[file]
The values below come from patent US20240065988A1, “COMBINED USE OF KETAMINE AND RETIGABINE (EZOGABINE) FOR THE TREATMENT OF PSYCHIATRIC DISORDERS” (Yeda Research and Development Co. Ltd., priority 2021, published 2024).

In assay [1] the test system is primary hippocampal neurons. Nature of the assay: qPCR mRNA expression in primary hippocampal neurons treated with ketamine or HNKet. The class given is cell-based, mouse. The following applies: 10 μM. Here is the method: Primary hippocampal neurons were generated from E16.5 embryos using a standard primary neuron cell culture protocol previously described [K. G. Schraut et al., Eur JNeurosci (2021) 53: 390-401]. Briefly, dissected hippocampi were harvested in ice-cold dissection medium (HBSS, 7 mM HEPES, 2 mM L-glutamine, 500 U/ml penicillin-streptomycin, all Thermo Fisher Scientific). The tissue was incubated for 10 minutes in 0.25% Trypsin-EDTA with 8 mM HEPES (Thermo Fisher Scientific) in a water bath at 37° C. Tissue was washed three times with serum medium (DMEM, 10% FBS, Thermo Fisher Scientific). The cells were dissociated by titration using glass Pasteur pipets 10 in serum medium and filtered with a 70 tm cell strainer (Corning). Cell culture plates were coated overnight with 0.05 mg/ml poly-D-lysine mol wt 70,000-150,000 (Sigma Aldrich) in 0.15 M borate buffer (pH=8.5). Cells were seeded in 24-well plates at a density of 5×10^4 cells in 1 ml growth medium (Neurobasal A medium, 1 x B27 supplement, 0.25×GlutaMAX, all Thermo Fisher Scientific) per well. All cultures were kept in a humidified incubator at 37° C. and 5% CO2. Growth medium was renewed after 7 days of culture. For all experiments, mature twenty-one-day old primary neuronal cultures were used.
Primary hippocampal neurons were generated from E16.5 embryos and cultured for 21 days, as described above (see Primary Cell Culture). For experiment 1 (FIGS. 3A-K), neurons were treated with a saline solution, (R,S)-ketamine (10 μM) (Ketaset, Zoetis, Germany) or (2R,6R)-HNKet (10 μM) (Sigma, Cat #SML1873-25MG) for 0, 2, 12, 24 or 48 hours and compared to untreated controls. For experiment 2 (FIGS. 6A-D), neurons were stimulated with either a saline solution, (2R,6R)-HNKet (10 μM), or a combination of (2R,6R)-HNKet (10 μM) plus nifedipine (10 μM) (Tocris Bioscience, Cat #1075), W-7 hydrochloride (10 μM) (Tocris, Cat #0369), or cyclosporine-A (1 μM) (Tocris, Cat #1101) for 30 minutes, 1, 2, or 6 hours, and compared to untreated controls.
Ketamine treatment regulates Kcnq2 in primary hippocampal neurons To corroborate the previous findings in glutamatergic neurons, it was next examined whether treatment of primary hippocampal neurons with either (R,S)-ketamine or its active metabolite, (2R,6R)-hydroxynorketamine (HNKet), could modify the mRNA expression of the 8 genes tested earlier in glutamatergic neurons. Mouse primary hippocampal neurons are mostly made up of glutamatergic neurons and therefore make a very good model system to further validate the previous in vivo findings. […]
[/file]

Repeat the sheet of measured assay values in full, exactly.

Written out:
The values below come from patent US20240065988A1, “COMBINED USE OF KETAMINE AND RETIGABINE (EZOGABINE) FOR THE TREATMENT OF PSYCHIATRIC DISORDERS” (Yeda Research and Development Co. Ltd., priority 2021, published 2024).

In assay [1] the test system is primary hippocampal neurons. Nature of the assay: qPCR mRNA expression in primary hippocampal neurons treated with ketamine or HNKet. The class given is cell-based, mouse. The following applies: 10 μM. Here is the method: Primary hippocampal neurons were generated from E16.5 embryos using a standard primary neuron cell culture protocol previously described [K. G. Schraut et al., Eur JNeurosci (2021) 53: 390-401]. Briefly, dissected hippocampi were harvested in ice-cold dissection medium (HBSS, 7 mM HEPES, 2 mM L-glutamine, 500 U/ml penicillin-streptomycin, all Thermo Fisher Scientific). The tissue was incubated for 10 minutes in 0.25% Trypsin-EDTA with 8 mM HEPES (Thermo Fisher Scientific) in a water bath at 37° C. Tissue was washed three times with serum medium (DMEM, 10% FBS, Thermo Fisher Scientific). The cells were dissociated by titration using glass Pasteur pipets 10 in serum medium and filtered with a 70 tm cell strainer (Corning). Cell culture plates were coated overnight with 0.05 mg/ml poly-D-lysine mol wt 70,000-150,000 (Sigma Aldrich) in 0.15 M borate buffer (pH=8.5). Cells were seeded in 24-well plates at a density of 5×10^4 cells in 1 ml growth medium (Neurobasal A medium, 1 x B27 supplement, 0.25×GlutaMAX, all Thermo Fisher Scientific) per well. All cultures were kept in a humidified incubator at 37° C. and 5% CO2. Growth medium was renewed after 7 days of culture. For all experiments, mature twenty-one-day old primary neuronal cultures were used.
Primary hippocampal neurons were generated from E16.5 embryos and cultured for 21 days, as described above (see Primary Cell Culture). For experiment 1 (FIGS. 3A-K), neurons were treated with a saline solution, (R,S)-ketamine (10 μM) (Ketaset, Zoetis, Germany) or (2R,6R)-HNKet (10 μM) (Sigma, Cat #SML1873-25MG) for 0, 2, 12, 24 or 48 hours and compared to untreated controls. For experiment 2 (FIGS. 6A-D), neurons were stimulated with either a saline solution, (2R,6R)-HNKet (10 μM), or a combination of (2R,6R)-HNKet (10 μM) plus nifedipine (10 μM) (Tocris Bioscience, Cat #1075), W-7 hydrochloride (10 μM) (Tocris, Cat #0369), or cyclosporine-A (1 μM) (Tocris, Cat #1101) for 30 minutes, 1, 2, or 6 hours, and compared to untreated controls.
Ketamine treatment regulates Kcnq2 in primary hippocampal neurons To corroborate the previous findings in glutamatergic neurons, it was next examined whether treatment of primary hippocampal neurons with either (R,S)-ketamine or its active metabolite, (2R,6R)-hydroxynorketamine (HNKet), could modify the mRNA expression of the 8 genes tested earlier in glutamatergic neurons. Mouse primary hippocampal neurons are mostly made up of glutamatergic neurons and therefore make a very good model system to further validate the previous in vivo findings. […]